But, after viewing the list of the speakers who are to address you, I think I must point out the moral of my next warning through the guise of an anecdote; it is of a Boston girl of whom I have always been very fond. (Laughter and applause.) She was riding in the cars-in the street-car, reading her Emerson, with her muff by her side; she was not particularly conscious of a Harvard student sitting by her, until she suddenly felt his hand clasping hers in her muff. She looked up from her page for a moment and caught his eye, and said, "Sir, I will give you just ten minutes to take your hand out of my muff." (Laughter and applause.) I think there is no necessity of making the application any more direct to the speakers who are to follow me.
My conception of the duty of the Chairman, however, is not that he is to make a speech. He is only to open the way for those who are to do the speaking.
I shall ask time, only, therefore, to set before you one question for your reflection. You remember, I am sure, Stockton's conundrum of the Lady and the Tiger. I want to put a conundrum before you. When Tennyson wrote that immortal line about "The parliament of man, the federation of the world," was it a poet's dream or a poet's vision? A good many will tell you it was only a dream, but I want to give you my reason for believing it was a vision, and give it in the words. of James Russell Lowell: in the words which, in his poem on Columbus, he put into the mouth of the great discoverer, as he soliloquized upon the deck of his ship on that fateful day which his sailors agreed to give him before they insisted upon turning back that day which sufficed to discover a new world.
"For I believed the poets, it is they
Who gather wisdom from the central deep
That is why I believe Tennyson's immortal lines were a vision and not a dream.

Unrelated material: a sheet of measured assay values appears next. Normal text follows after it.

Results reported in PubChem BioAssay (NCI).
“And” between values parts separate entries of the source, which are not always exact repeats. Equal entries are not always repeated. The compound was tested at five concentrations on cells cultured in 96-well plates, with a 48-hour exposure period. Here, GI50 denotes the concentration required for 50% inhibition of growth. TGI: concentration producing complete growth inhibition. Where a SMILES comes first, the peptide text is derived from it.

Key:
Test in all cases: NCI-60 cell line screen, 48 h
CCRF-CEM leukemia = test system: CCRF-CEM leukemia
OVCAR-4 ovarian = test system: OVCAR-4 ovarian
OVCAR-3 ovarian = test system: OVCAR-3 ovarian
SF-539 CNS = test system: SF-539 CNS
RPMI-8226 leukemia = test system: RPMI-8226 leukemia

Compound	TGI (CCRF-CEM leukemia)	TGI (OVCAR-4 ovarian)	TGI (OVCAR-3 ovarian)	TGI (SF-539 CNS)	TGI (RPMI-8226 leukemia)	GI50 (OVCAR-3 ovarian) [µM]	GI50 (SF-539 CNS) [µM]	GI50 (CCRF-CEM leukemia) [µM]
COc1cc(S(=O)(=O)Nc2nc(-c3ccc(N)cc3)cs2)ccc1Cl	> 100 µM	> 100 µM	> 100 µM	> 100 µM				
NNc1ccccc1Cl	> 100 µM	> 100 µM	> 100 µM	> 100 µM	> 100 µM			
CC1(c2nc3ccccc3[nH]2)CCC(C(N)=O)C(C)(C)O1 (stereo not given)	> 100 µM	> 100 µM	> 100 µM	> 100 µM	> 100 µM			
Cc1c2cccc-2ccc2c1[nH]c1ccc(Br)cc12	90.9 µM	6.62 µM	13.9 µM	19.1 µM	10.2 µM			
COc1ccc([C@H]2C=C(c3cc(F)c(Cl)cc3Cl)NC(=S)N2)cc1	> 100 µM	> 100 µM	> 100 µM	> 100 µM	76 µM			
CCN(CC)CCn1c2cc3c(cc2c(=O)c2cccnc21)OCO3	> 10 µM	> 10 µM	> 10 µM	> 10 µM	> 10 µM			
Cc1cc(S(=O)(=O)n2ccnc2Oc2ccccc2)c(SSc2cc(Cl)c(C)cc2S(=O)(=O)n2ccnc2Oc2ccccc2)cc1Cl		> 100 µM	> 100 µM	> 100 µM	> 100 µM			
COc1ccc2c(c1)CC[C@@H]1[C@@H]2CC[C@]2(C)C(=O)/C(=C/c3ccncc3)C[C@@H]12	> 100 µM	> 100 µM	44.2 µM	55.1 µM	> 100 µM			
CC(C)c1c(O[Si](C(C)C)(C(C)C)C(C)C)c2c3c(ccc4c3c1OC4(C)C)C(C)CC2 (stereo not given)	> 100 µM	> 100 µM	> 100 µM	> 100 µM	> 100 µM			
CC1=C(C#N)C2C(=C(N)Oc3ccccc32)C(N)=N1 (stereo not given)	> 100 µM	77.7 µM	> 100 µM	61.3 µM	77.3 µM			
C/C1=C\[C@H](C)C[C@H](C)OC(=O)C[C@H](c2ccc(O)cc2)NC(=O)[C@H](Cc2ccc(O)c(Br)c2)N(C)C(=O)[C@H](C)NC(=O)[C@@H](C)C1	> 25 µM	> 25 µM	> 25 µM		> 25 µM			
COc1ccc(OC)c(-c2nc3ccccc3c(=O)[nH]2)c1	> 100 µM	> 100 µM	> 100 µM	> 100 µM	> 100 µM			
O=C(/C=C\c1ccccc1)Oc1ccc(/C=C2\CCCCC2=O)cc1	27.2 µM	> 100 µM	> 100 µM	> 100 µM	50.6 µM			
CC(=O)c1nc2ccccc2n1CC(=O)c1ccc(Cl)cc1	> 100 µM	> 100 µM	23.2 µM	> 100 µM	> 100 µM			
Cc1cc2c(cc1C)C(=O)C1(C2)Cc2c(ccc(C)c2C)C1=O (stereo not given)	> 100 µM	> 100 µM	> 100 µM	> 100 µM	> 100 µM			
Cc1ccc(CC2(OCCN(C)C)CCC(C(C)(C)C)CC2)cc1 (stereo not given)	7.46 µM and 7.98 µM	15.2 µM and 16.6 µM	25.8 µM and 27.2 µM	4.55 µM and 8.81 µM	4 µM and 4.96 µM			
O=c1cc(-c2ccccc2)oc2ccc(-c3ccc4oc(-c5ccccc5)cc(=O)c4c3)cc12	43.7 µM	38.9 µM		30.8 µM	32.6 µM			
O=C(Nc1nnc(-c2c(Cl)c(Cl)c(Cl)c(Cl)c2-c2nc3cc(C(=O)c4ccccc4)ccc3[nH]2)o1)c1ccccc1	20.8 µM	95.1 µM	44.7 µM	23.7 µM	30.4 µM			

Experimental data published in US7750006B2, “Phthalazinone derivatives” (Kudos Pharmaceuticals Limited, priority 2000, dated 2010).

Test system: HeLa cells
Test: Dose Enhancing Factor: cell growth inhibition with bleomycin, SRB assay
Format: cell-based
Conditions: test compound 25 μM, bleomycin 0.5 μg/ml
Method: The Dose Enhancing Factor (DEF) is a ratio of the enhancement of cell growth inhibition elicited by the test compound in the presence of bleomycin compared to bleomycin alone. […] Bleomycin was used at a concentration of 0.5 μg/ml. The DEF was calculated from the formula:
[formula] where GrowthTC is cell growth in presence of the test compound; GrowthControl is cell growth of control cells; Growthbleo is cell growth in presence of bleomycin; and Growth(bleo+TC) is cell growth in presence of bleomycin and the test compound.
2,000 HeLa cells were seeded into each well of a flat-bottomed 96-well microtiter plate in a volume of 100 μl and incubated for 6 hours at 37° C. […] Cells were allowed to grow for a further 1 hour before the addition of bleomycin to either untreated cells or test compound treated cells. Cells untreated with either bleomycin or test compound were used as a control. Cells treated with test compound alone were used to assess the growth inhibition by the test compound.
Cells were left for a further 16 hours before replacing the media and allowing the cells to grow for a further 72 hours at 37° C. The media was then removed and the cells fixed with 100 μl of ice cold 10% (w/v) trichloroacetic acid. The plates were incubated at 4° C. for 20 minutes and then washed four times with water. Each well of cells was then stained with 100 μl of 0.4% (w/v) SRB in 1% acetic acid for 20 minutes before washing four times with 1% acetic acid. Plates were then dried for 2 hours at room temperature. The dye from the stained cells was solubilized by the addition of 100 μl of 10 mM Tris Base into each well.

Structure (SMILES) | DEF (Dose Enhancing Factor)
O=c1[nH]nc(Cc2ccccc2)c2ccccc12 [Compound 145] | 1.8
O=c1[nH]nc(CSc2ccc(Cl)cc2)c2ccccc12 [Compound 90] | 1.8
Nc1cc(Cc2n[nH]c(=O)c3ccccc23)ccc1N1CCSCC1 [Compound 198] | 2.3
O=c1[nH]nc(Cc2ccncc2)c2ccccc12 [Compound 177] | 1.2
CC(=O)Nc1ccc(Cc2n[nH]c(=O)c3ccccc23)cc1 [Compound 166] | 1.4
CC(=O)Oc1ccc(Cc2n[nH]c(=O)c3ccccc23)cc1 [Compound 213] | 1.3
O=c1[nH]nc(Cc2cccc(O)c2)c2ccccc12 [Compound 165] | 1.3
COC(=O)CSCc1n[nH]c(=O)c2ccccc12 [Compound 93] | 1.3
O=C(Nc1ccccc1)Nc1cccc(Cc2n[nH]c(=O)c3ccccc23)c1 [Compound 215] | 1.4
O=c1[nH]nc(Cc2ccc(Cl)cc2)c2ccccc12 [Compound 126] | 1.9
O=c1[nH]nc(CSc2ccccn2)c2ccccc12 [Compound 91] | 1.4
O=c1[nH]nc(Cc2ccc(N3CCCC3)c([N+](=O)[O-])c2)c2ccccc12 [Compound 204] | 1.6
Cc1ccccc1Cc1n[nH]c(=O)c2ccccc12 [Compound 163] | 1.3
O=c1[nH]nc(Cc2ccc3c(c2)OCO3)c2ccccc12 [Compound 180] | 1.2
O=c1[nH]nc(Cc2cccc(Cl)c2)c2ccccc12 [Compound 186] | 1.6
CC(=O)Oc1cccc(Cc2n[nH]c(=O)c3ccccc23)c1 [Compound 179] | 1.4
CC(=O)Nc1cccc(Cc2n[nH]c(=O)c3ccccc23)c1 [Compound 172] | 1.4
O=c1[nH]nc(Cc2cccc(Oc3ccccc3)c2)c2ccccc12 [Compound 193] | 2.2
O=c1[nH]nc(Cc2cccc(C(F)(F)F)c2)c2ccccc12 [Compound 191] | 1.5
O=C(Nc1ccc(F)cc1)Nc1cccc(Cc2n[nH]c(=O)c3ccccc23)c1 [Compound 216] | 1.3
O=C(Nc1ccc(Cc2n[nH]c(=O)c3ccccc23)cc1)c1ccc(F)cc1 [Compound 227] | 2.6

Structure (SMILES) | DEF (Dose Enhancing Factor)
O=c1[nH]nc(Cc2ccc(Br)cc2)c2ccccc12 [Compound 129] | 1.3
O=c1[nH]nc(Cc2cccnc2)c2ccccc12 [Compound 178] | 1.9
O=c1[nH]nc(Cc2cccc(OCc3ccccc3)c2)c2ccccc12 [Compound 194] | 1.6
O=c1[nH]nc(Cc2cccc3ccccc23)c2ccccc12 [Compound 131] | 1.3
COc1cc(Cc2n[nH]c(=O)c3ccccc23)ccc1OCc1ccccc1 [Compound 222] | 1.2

I have now the very great pleasure of presenting to you my dear friend, Baron d'Estournelles de Constant, who goes from us to the other dinner.
BARON D'ESTOURNELLES DE CONSTANT:
LADIES AND GENTLEMEN: I wish my dear friend, the Hon. Seth Low, would have delivered this speech for me; it was such an agreeable thing for me to listen to him, and it is difficult for a foreigner to have to thank you in English for your kind reception,-I do not say to address you, but to try to address you in English.
While I was sitting here at the table I was thinking of the duty of that expression, of the duty I have to fulfil, and I remembered the story all of you certainly know very well, but which I did not, the story of poor Daniel in the lion's den. It has been told to me here, and I find it very fine, especially to-night. I could see that poor Daniel, who had been sent down to the lion's den. The cruel, barbarian king was looking at him, surprised to see that Daniel was not displeased at all, but that he seemed, on the contrary, very happy. The king was rather disappointed. He thought Daniel would cry, and ask for mercy. Not at all! The king said, "What is the matter with you,-why are you so pleased now?" "Great king," replied Daniel, "it is because I know that there will be no speeches when the meal is over."
I must try to express the feeling of gratitude that we foreigners will all take back to our own countries after your splendid reception. It is something more than gratitude. Without willingly flattering you I want to tell you that we have had a double supply with what we have seen in America; such a splendid gathering of the representatives of the government, of the public powers, of all the branches of American activity,-all to greet, to applaud this idea of Arbitration, of Peace, of the organization of the Peace Movement. That means a great deal. That means a great progress achieved for me. How different it was only a very few years ago. When I was at school we were only speaking of such things, and now wonderful things may happen in a very few years.
Five or six years ago the people who ought to have encouraged this idea of arbitration and justice, and the application of arbitration to war, preferred to laugh at it. They preferred not to believe in it, and affairs might have gone on like that possibly years more, but for the American people, who gave